|US4363532 *||Nov 18, 1980||Dec 14, 1982||Carl Zeiss-Stiftung||Automatic substage illumination for microscopes|
|US4479700 *||Jun 10, 1982||Oct 30, 1984||Kuniomi Abe||Microscope|
|US4505555 *||Nov 29, 1982||Mar 19, 1985||Carl-Zeiss-Stiftung||Illuminating device for microscopes|
|US4529264 *||Feb 25, 1983||Jul 16, 1985||Carl-Zeiss-Stiftung, Heidenheum/Brenz||Device for sharp-edge illumination of an observation field lying in a preselectable plane|
|US4737022 *||Jul 30, 1986||Apr 12, 1988||Carl-Zeiss-Stiftung||Automatic focusing device for reflected light microscopes|
|JPS59172617A *||Title not available|
|Citing Patent||Filing date||Publication date||Applicant||Title|
|US5034904 *||Sep 1, 1989||Jul 23, 1991||Storage Technology Corporation||Vision system illumination calibration apparatus|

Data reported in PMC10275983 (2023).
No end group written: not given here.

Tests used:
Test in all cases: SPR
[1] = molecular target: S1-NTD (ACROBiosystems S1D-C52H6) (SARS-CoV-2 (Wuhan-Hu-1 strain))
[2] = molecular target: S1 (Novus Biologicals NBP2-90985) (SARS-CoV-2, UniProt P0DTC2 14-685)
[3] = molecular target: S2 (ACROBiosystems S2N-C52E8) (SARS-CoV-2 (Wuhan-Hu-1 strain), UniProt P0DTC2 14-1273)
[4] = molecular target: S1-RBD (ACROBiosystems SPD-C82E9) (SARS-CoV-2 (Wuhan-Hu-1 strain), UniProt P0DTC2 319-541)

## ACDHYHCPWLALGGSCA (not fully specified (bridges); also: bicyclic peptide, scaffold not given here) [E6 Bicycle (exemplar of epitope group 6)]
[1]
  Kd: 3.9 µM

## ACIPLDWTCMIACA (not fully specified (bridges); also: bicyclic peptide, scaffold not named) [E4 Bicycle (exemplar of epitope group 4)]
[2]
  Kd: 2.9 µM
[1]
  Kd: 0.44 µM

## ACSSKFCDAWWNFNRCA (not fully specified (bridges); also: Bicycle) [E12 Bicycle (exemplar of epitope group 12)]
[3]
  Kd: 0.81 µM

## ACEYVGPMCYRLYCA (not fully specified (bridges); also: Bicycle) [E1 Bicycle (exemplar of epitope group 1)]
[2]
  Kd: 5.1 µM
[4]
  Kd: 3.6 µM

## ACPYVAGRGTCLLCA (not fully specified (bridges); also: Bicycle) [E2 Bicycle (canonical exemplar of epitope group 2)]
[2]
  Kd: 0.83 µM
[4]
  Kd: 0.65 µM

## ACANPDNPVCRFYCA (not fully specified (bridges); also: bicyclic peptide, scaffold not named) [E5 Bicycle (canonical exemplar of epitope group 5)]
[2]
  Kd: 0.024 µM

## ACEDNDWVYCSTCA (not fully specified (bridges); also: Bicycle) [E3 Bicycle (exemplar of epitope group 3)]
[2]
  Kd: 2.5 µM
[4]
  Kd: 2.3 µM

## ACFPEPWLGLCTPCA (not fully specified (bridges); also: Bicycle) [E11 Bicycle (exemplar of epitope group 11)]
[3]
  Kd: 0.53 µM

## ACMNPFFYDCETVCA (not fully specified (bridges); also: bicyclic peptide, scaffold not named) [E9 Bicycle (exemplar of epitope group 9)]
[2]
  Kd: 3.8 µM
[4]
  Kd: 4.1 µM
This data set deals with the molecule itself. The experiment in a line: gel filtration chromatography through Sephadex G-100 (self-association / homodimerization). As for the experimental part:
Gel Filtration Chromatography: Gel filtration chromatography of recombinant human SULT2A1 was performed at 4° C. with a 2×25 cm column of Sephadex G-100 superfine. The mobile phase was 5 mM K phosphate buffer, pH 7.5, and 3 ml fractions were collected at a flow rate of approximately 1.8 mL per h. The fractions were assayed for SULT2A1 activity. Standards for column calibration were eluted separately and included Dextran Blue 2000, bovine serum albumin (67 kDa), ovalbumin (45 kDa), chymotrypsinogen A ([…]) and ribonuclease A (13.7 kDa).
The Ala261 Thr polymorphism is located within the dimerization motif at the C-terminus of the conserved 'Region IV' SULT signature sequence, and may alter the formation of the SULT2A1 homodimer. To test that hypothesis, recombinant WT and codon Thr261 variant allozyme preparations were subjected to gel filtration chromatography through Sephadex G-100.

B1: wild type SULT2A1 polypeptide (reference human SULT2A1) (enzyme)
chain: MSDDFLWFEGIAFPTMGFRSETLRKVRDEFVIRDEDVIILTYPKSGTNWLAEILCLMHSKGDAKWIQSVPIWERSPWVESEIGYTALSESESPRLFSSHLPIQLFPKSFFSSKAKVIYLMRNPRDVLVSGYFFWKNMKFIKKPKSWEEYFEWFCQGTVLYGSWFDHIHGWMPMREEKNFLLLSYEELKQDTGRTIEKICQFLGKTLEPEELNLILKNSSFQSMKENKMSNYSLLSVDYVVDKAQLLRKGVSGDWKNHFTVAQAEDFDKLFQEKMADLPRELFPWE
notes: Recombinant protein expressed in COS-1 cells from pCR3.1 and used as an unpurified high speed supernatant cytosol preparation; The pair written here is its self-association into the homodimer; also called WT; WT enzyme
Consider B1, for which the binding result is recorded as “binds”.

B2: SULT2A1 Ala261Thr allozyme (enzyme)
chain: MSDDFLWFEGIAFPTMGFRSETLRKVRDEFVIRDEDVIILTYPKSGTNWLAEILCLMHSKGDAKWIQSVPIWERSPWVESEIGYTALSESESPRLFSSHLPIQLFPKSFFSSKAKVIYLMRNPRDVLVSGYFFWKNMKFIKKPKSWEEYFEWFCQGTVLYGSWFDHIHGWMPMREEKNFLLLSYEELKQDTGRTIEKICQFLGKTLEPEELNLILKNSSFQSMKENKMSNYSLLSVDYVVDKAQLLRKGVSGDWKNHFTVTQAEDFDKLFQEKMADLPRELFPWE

|US5091692 *||Dec 31, 1990||Feb 25, 1992||Tokyo Electron Limited||Probing test device|
|US5252487 *||Jan 27, 1993||Oct 12, 1993||Cell Analysis Systems, Inc.||Method and apparatus for determining the amount of oncogene protein product in a cell sample|
|US5281517 *||Feb 5, 1992||Jan 25, 1994||Cell Analysis Systems, Inc.||Methods for immunoploidy analysis|
|US5312393 *||Dec 31, 1992||May 17, 1994||Douglas Mastel||Ring lighting system for microsurgery|
|US5473706 *||Mar 14, 1994||Dec 5, 1995||Becton Dickinson And Company||Method and apparatus for automated assay of biological specimens|
|US5548661 *||Sep 7, 1994||Aug 20, 1996||Price; Jeffrey H.||Operator independent image cytometer|
|US5566020 *||Jan 29, 1992||Oct 15, 1996||Bradford; Robert W.||Microscopy system|
|US5581487 *||Feb 23, 1994||Dec 3, 1996||Science Applications International Corporation||Method and apparatus for microscopic screening of cytological samples|
|US5732150 *||Sep 19, 1995||Mar 24, 1998||Ihc Health Services, Inc.||Method and system for multiple wavelength microscopy image analysis|
|US5790710 *||Jan 17, 1997||Aug 4, 1998||Jeffrey H. Price||Autofocus system for scanning microscopy|